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The premier, cabinet ministers and ministerial advisers should be made to appear before a parliamentary inquiry into the October floods, the opposition and integrity experts say, after revelations ministerial staff asked for changes to a media statement from Melbourne Water.
The call comes after emails, obtained by The Age under freedom of information laws, showed Melbourne Water – a government-owned statutory authority – in February sent a statement announcing the resignation of its flood inquiry chair to Water Minister Harriet Shing’s office for approval.
The minister’s office then edited the statement, including removing a reference to Nick Wimbush’s resignation being in the “best interests of the review and the community”.
Speaking to reporters on Tuesday morning, Premier Daniel Andrews denied that his office approved or rejected the statement about Wimbush’s resignation and said Shing was simply being kept in the loop – despite the subject line of the email stating, in capital letters, “for approval”.
“It’s appropriate that the minister, who might well be asked about these matters, is in the loop,” he said. “Nothing more, nothing less. It’s quite, quite common.”
But the chair of the independent Accountability Round Table, former Democrats senator Lyn Allison, said the premier appeared to be trying to cover up his government’s media management of statutory bodies.
“The premier must face the flood review and explain why,” she said.
A parliamentary inquiry into the October floods was established in February after the Coalition and Greens joined forces in the state’s upper house. That inquiry is due to hand down its findings by June 30, 2024.
Liberal MP David Davis said ministerial staff were mentioned on 40 occasions in flood review inquiry documents, indicating a high level of involvement in the probe.
“Shing and her office are clearly up to their necks in the details of this inquiry, and she and the relevant ministerial staff should be called to front the flood inquiry to explain their decisions on their inquiry,” he said.
The latest revelations about the emails come just weeks after the Independent Broad-based Anti-corruption Commission released the findings of its Operation Daintree report, which found ministerial advisers exerted undue political pressure on public servants to award a lucrative training contract to a union in the lead-up to the 2018 state election.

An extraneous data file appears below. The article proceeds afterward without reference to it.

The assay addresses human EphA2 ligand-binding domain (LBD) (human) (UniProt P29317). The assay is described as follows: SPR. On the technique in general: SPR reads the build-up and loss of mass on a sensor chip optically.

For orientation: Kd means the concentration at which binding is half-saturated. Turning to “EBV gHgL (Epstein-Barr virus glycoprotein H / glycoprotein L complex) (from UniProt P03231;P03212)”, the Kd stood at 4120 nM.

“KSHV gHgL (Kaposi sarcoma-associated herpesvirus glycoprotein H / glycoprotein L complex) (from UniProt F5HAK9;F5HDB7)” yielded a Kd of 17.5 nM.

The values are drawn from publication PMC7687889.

In that report, a former Andrews government minister described the current government as “very centralised with the PPO [Premier’s Private Office] having its tentacles everywhere”.
Griffith University political analyst Paul Williams told The Age that the optics of the Melbourne Water email chain were poor.
A reasonable person “might easily conclude that it’s inappropriate for an arm’s-length statutory authority to seek out ministerial advice on what could be described as a political matter”, he said.
In February, Wimbush stepped aside as independent lead of the Maribyrnong flood review over a perceived conflict of interest that Melbourne Water repeatedly ignored advice to disclose.
On Tuesday, Andrews questioned Melbourne Water’s decision to name Wimbush as the chair of its inquiry, presenting as proof that the statutory authority acted independently.
“How that appointment got made when the person involved himself had raised these [potential conflict of interest] issues is beyond me. I can’t understand how that happens,” he said.
“But, again, it speaks to the fact they are an independent agency, and they act independently. They demonstrate that in good decisions and, indeed, in not-so-good decisions.”
Greens deputy leader Ellen Sandell said it was “totally inappropriate” for the minister’s office to be involved in the finalisation of the Melbourne Water statement.
“The way Daniel Andrews and Labor attempt to exert total control over everything – including independent agencies – should be of great concern to anyone who cares about integrity and good governance in Victoria,” she said.
“No one is buying Labor’s attempts to deflect blame.”
A government spokesperson late on Tuesday said no member of the Andrews government or ministerial adviser had interfered with the independence of Melbourne Water’s Maribyrnong River Flood Review.
“Any suggestion to the contrary is simply wrong,” they said.
“While the opposition is playing political games with the flood inquiry, we’re getting on and supporting flood-affected families, businesses and communities all over the state, and awaiting the recommendations of the review and inquiry – looking at ways we can protect Victorians from future flood events.”
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